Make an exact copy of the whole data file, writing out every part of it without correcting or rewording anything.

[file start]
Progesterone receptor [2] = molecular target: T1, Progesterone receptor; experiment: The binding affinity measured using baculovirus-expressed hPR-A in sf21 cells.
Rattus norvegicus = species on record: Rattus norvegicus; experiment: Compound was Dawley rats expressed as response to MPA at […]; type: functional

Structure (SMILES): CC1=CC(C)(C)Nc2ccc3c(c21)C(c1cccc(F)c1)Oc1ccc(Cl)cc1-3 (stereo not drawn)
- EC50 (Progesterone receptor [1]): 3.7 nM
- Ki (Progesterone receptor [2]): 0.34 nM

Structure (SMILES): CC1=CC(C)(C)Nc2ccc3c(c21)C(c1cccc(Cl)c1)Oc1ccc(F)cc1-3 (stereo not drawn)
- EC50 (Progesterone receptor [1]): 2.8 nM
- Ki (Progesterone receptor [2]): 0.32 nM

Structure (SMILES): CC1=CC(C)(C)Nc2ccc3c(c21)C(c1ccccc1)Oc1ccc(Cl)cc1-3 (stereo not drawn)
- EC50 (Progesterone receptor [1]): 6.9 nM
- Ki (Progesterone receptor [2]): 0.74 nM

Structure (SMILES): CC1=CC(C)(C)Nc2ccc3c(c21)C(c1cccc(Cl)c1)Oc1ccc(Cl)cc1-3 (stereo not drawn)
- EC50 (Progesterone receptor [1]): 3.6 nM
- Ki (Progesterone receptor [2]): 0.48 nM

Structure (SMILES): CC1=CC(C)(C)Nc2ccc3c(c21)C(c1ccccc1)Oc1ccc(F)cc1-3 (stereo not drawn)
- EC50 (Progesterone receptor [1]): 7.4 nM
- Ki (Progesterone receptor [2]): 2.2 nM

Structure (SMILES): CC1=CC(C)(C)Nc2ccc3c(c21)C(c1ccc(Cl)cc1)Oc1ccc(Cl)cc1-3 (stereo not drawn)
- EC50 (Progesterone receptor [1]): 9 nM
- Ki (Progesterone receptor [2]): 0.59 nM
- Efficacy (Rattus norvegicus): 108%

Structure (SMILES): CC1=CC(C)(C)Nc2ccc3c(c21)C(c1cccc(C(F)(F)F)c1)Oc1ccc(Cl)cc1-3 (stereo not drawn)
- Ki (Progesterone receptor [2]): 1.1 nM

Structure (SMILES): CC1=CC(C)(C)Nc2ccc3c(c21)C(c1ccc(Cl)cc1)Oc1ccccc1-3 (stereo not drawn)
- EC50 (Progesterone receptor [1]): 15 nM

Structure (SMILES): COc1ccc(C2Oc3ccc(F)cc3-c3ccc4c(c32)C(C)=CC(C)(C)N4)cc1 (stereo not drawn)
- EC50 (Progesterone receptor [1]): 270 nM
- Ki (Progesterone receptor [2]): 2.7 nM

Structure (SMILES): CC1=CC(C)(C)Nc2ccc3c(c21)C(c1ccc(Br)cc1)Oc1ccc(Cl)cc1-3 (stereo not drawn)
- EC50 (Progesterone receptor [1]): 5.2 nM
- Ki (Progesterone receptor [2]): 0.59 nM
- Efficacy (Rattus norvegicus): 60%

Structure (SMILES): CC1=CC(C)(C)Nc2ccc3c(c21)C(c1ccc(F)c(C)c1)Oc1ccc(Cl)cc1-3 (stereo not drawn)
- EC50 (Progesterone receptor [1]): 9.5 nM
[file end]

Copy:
Progesterone receptor [2] = molecular target: T1, Progesterone receptor; experiment: The binding affinity measured using baculovirus-expressed hPR-A in sf21 cells.
Rattus norvegicus = species on record: Rattus norvegicus; experiment: Compound was Dawley rats expressed as response to MPA at […]; type: functional

Structure (SMILES): CC1=CC(C)(C)Nc2ccc3c(c21)C(c1cccc(F)c1)Oc1ccc(Cl)cc1-3 (stereo not drawn)
- EC50 (Progesterone receptor [1]): 3.7 nM
- Ki (Progesterone receptor [2]): 0.34 nM

Structure (SMILES): CC1=CC(C)(C)Nc2ccc3c(c21)C(c1cccc(Cl)c1)Oc1ccc(F)cc1-3 (stereo not drawn)
- EC50 (Progesterone receptor [1]): 2.8 nM
- Ki (Progesterone receptor [2]): 0.32 nM

Structure (SMILES): CC1=CC(C)(C)Nc2ccc3c(c21)C(c1ccccc1)Oc1ccc(Cl)cc1-3 (stereo not drawn)
- EC50 (Progesterone receptor [1]): 6.9 nM
- Ki (Progesterone receptor [2]): 0.74 nM

Structure (SMILES): CC1=CC(C)(C)Nc2ccc3c(c21)C(c1cccc(Cl)c1)Oc1ccc(Cl)cc1-3 (stereo not drawn)
- EC50 (Progesterone receptor [1]): 3.6 nM
- Ki (Progesterone receptor [2]): 0.48 nM

Structure (SMILES): CC1=CC(C)(C)Nc2ccc3c(c21)C(c1ccccc1)Oc1ccc(F)cc1-3 (stereo not drawn)
- EC50 (Progesterone receptor [1]): 7.4 nM
- Ki (Progesterone receptor [2]): 2.2 nM

Structure (SMILES): CC1=CC(C)(C)Nc2ccc3c(c21)C(c1ccc(Cl)cc1)Oc1ccc(Cl)cc1-3 (stereo not drawn)
- EC50 (Progesterone receptor [1]): 9 nM
- Ki (Progesterone receptor [2]): 0.59 nM
- Efficacy (Rattus norvegicus): 108%

Structure (SMILES): CC1=CC(C)(C)Nc2ccc3c(c21)C(c1cccc(C(F)(F)F)c1)Oc1ccc(Cl)cc1-3 (stereo not drawn)
- Ki (Progesterone receptor [2]): 1.1 nM

Structure (SMILES): CC1=CC(C)(C)Nc2ccc3c(c21)C(c1ccc(Cl)cc1)Oc1ccccc1-3 (stereo not drawn)
- EC50 (Progesterone receptor [1]): 15 nM

Structure (SMILES): COc1ccc(C2Oc3ccc(F)cc3-c3ccc4c(c32)C(C)=CC(C)(C)N4)cc1 (stereo not drawn)
- EC50 (Progesterone receptor [1]): 270 nM
- Ki (Progesterone receptor [2]): 2.7 nM

Structure (SMILES): CC1=CC(C)(C)Nc2ccc3c(c21)C(c1ccc(Br)cc1)Oc1ccc(Cl)cc1-3 (stereo not drawn)
- EC50 (Progesterone receptor [1]): 5.2 nM
- Ki (Progesterone receptor [2]): 0.59 nM
- Efficacy (Rattus norvegicus): 60%

Structure (SMILES): CC1=CC(C)(C)Nc2ccc3c(c21)C(c1ccc(F)c(C)c1)Oc1ccc(Cl)cc1-3 (stereo not drawn)
- EC50 (Progesterone receptor [1]): 9.5 nM